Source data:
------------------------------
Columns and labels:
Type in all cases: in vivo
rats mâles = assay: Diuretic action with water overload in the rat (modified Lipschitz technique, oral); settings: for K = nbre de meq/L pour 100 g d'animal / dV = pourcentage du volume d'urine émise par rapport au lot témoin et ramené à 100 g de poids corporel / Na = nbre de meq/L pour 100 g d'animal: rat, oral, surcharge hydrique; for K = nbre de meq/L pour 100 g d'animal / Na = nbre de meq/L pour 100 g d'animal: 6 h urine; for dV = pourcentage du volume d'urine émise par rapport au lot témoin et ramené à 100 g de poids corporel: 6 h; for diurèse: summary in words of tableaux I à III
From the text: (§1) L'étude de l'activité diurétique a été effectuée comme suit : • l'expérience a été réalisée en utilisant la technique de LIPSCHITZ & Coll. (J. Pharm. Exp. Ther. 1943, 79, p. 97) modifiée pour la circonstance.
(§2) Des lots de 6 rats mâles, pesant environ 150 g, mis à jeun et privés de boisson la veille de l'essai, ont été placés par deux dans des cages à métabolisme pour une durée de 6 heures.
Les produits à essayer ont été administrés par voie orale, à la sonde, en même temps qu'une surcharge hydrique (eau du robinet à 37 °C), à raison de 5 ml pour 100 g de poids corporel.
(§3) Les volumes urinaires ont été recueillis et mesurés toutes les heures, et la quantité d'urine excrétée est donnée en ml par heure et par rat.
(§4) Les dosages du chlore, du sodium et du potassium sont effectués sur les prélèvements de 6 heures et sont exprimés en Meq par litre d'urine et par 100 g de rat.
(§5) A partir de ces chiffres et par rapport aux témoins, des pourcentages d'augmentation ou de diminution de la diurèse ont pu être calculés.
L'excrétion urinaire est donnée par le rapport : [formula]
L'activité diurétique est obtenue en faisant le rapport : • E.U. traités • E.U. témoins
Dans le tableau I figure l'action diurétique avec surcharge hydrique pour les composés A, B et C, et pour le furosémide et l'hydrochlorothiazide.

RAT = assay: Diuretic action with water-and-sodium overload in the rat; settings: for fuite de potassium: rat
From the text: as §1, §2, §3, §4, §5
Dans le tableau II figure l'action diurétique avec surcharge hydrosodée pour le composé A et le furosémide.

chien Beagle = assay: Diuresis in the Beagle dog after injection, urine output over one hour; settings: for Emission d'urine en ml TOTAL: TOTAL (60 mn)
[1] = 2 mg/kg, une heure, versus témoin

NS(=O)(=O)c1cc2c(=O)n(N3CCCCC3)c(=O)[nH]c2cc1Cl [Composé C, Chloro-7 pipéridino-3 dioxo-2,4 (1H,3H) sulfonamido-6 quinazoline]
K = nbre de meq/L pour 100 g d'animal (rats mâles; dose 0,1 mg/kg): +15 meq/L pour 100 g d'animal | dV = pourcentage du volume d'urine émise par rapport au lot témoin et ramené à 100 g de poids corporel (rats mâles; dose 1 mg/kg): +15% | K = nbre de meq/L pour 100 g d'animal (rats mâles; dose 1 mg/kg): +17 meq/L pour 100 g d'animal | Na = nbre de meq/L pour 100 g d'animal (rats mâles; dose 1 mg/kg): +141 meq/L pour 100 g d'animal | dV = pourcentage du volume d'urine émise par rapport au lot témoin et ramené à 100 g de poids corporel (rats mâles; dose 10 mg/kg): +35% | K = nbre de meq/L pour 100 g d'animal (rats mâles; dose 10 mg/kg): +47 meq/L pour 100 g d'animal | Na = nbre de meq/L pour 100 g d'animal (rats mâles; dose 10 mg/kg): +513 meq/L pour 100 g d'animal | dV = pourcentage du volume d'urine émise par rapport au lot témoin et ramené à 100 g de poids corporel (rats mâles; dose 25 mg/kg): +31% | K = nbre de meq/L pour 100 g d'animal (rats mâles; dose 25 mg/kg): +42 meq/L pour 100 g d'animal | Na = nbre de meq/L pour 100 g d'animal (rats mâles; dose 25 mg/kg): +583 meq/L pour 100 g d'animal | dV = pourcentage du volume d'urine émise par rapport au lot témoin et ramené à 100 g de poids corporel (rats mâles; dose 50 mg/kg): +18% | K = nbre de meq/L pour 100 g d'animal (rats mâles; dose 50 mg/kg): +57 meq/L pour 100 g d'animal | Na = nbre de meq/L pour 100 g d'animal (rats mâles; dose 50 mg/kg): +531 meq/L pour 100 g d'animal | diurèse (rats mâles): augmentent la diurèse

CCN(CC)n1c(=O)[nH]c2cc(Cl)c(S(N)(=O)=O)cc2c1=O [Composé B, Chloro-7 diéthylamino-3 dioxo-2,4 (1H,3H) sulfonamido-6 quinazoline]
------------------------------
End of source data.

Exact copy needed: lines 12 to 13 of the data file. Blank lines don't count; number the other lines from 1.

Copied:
Dans le tableau I figure l'action diurétique avec surcharge hydrique pour les composés A, B et C, et pour le furosémide et l'hydrochlorothiazide.

RAT = assay: Diuretic action with water-and-sodium overload in the rat; settings: for fuite de potassium: rat